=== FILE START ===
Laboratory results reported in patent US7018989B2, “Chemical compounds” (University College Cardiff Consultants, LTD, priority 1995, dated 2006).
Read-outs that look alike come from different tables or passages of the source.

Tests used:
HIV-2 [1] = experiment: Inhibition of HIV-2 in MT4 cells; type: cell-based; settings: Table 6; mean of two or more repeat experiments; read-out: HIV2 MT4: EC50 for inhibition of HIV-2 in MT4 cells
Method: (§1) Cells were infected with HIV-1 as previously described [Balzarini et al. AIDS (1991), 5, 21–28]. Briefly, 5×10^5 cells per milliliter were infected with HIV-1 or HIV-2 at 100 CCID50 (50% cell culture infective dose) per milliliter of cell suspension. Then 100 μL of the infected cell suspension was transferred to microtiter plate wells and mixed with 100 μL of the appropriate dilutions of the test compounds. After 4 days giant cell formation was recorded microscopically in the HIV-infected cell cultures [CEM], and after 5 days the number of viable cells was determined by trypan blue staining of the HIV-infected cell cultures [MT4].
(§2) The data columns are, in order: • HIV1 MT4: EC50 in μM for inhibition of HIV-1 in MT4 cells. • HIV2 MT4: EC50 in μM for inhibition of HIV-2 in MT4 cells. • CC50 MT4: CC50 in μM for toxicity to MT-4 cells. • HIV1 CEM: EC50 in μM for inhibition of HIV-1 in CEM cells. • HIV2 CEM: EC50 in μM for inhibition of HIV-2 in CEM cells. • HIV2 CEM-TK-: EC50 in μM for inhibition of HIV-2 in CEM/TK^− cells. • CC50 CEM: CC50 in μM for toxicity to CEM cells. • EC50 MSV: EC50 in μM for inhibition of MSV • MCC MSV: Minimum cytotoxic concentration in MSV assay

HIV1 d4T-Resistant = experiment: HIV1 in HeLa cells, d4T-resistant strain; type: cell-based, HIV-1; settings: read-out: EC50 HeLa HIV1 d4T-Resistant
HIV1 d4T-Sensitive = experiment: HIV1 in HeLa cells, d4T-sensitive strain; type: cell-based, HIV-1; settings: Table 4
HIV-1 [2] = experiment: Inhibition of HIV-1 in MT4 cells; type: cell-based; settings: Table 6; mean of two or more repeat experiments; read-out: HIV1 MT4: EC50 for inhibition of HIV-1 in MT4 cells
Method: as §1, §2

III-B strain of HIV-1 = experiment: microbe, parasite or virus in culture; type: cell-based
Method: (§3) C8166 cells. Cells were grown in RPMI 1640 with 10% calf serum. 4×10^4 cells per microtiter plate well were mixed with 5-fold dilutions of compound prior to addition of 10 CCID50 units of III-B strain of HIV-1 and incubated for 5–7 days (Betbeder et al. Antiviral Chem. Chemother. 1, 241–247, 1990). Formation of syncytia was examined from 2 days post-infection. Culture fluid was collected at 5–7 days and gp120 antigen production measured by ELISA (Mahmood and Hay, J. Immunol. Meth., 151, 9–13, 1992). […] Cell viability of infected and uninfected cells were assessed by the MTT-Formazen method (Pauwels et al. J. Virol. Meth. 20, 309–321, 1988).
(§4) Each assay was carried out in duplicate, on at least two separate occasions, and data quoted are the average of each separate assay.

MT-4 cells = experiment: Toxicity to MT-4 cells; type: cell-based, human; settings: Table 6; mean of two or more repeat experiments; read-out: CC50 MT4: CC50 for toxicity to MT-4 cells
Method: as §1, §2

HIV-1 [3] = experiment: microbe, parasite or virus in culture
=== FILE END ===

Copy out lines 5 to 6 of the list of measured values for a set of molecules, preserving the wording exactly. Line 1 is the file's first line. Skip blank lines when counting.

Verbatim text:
Method: (§1) Cells were infected with HIV-1 as previously described [Balzarini et al. AIDS (1991), 5, 21–28]. Briefly, 5×10^5 cells per milliliter were infected with HIV-1 or HIV-2 at 100 CCID50 (50% cell culture infective dose) per milliliter of cell suspension. Then 100 μL of the infected cell suspension was transferred to microtiter plate wells and mixed with 100 μL of the appropriate dilutions of the test compounds. After 4 days giant cell formation was recorded microscopically in the HIV-infected cell cultures [CEM], and after 5 days the number of viable cells was determined by trypan blue staining of the HIV-infected cell cultures [MT4].
(§2) The data columns are, in order: • HIV1 MT4: EC50 in μM for inhibition of HIV-1 in MT4 cells. • HIV2 MT4: EC50 in μM for inhibition of HIV-2 in MT4 cells. • CC50 MT4: CC50 in μM for toxicity to MT-4 cells. • HIV1 CEM: EC50 in μM for inhibition of HIV-1 in CEM cells. • HIV2 CEM: EC50 in μM for inhibition of HIV-2 in CEM cells. • HIV2 CEM-TK-: EC50 in μM for inhibition of HIV-2 in CEM/TK^− cells. • CC50 CEM: CC50 in μM for toxicity to CEM cells. • EC50 MSV: EC50 in μM for inhibition of MSV • MCC MSV: Minimum cytotoxic concentration in MSV assay